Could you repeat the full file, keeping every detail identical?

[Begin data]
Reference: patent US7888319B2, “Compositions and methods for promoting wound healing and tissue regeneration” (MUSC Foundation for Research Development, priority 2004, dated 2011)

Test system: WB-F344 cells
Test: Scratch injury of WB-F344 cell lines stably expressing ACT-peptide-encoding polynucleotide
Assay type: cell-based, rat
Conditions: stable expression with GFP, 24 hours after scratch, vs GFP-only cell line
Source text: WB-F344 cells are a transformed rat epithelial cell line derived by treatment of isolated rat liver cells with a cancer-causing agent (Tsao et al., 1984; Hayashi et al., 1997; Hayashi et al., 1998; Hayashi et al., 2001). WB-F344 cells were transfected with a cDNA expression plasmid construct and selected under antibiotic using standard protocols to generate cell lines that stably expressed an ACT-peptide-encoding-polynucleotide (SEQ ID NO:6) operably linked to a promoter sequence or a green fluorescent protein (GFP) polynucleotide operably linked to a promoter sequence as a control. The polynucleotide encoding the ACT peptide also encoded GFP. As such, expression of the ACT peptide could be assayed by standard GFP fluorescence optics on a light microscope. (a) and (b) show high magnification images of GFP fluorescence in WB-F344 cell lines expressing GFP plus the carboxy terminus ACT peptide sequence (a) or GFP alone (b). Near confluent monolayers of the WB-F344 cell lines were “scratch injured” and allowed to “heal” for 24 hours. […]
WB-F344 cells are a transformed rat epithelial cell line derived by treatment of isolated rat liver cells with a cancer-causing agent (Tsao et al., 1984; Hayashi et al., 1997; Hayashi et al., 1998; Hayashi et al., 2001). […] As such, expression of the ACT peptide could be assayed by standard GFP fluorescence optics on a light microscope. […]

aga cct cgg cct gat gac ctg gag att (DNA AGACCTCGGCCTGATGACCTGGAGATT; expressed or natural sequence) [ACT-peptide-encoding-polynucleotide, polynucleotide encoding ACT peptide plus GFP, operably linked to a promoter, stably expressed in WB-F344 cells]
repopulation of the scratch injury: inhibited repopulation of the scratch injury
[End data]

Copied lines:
Reference: patent US7888319B2, “Compositions and methods for promoting wound healing and tissue regeneration” (MUSC Foundation for Research Development, priority 2004, dated 2011)

Test system: WB-F344 cells
Test: Scratch injury of WB-F344 cell lines stably expressing ACT-peptide-encoding polynucleotide
Assay type: cell-based, rat
Conditions: stable expression with GFP, 24 hours after scratch, vs GFP-only cell line
Source text: WB-F344 cells are a transformed rat epithelial cell line derived by treatment of isolated rat liver cells with a cancer-causing agent (Tsao et al., 1984; Hayashi et al., 1997; Hayashi et al., 1998; Hayashi et al., 2001). WB-F344 cells were transfected with a cDNA expression plasmid construct and selected under antibiotic using standard protocols to generate cell lines that stably expressed an ACT-peptide-encoding-polynucleotide (SEQ ID NO:6) operably linked to a promoter sequence or a green fluorescent protein (GFP) polynucleotide operably linked to a promoter sequence as a control. The polynucleotide encoding the ACT peptide also encoded GFP. As such, expression of the ACT peptide could be assayed by standard GFP fluorescence optics on a light microscope. (a) and (b) show high magnification images of GFP fluorescence in WB-F344 cell lines expressing GFP plus the carboxy terminus ACT peptide sequence (a) or GFP alone (b). Near confluent monolayers of the WB-F344 cell lines were “scratch injured” and allowed to “heal” for 24 hours. […]
WB-F344 cells are a transformed rat epithelial cell line derived by treatment of isolated rat liver cells with a cancer-causing agent (Tsao et al., 1984; Hayashi et al., 1997; Hayashi et al., 1998; Hayashi et al., 2001). […] As such, expression of the ACT peptide could be assayed by standard GFP fluorescence optics on a light microscope. […]

aga cct cgg cct gat gac ctg gag att (DNA AGACCTCGGCCTGATGACCTGGAGATT; expressed or natural sequence) [ACT-peptide-encoding-polynucleotide, polynucleotide encoding ACT peptide plus GFP, operably linked to a promoter, stably expressed in WB-F344 cells]
repopulation of the scratch injury: inhibited repopulation of the scratch injury